The post-war British Empire has been described as ‘more than British and less than an imperium’. Once decolonisation began, it was ‘nationalized and internationalized as part of the Anglo-American coalition’. This process continued after independence in Ghana and Nigeria, which experienced economic booms that attracted different international investors, sometimes with political motivation and frequently with home country support in terms of risk guaranties. These investments favoured contracting, turnkey factories and suppliers’ credit, which created a political economy of favouritism and corruption that saddled newly independent countries with significant amounts of debt when economic conditions deteriorated. Substantial competition between Western foreign investors, such as West Germany, the UK and the USA, were the result of a shared economic vision of Western economic dominance around the world.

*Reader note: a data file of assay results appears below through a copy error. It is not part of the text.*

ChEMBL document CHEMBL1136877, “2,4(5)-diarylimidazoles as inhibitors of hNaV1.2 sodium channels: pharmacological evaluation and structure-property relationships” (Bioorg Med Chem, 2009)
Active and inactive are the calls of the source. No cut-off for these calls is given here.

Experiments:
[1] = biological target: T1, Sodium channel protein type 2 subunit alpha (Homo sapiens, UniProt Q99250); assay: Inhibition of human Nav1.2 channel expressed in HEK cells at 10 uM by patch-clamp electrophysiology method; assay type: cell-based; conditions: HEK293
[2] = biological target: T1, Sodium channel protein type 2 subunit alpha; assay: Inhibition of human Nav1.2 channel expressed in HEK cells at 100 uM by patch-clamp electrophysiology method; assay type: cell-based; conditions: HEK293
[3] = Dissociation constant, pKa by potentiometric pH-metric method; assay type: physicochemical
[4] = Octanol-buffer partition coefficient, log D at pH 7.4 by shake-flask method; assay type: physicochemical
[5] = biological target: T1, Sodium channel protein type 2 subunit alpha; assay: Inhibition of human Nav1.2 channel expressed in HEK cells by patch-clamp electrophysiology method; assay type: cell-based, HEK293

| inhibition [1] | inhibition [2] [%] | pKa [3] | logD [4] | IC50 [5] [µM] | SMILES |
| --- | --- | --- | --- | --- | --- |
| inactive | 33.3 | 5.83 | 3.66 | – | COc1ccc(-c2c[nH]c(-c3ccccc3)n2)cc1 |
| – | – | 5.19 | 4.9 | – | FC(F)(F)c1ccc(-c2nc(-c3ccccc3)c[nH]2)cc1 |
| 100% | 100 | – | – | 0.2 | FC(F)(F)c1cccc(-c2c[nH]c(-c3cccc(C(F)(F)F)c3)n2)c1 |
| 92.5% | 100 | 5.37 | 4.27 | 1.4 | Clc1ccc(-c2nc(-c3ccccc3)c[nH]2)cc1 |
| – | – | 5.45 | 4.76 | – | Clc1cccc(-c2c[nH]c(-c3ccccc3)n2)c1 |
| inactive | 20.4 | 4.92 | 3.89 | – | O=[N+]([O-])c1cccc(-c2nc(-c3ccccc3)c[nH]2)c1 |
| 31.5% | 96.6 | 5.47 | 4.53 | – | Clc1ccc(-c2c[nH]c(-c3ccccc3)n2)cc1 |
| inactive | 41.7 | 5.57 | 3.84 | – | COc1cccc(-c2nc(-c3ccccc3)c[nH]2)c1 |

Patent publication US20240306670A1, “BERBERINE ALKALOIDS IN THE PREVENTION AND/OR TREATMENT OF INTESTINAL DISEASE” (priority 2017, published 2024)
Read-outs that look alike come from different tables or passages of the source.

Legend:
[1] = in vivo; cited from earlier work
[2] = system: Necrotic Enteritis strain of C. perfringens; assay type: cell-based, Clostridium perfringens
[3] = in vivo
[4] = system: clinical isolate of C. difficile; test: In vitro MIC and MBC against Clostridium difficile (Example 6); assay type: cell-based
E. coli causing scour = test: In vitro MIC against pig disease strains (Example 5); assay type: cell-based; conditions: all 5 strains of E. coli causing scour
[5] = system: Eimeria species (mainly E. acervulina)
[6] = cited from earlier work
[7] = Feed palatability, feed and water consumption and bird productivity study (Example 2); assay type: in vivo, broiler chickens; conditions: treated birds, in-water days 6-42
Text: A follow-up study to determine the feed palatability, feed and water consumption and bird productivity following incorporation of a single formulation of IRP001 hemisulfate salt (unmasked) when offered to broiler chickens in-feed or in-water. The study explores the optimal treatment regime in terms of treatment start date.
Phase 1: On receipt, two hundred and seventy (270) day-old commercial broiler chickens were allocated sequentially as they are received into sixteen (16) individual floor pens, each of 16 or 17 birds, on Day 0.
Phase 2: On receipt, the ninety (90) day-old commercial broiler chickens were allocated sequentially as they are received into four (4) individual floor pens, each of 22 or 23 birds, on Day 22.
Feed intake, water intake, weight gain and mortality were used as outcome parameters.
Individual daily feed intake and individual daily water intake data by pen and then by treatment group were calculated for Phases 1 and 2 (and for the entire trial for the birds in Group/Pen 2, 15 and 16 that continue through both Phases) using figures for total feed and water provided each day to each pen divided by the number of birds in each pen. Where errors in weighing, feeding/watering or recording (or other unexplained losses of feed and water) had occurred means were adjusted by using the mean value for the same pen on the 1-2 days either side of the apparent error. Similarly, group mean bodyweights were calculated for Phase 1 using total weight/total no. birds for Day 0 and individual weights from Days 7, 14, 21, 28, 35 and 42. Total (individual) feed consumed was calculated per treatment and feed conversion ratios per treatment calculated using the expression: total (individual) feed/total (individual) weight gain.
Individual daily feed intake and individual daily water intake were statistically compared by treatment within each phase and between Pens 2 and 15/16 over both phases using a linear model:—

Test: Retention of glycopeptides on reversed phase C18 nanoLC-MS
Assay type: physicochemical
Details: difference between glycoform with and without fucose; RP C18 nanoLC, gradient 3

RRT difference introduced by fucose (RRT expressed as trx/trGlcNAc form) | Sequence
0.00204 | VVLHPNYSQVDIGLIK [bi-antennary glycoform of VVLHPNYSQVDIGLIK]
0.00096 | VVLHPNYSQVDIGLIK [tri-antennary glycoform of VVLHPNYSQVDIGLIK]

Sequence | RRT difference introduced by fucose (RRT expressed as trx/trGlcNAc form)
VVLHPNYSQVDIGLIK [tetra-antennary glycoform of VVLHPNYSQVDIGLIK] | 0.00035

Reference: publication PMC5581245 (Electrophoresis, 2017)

|Title of host publication||Imagining Britain’s Economic Future, c.1800-1975:|
|Subtitle of host publication||Trade, Consumerism and Global Markets|
|Editors||D. Thackeray, A. Thompson, R. Toye|
|Publisher||Palgrave Macmillan Ltd.|
|Publication status||Published - 5 Apr 2018|
Bibliographical note© The Author(s) 2018
Decker, S. D. (2018). Less than an empire and more than British: Foreign investor competition in Ghana and Nigeria in the 1960s. In D. Thackeray, A. Thompson, & R. Toye (Eds.), Imagining Britain’s Economic Future, c.1800-1975: Trade, Consumerism and Global Markets (pp. 183-203). Palgrave Macmillan Ltd.. https://doi.org/10.1007/978-3-319-71297-0_9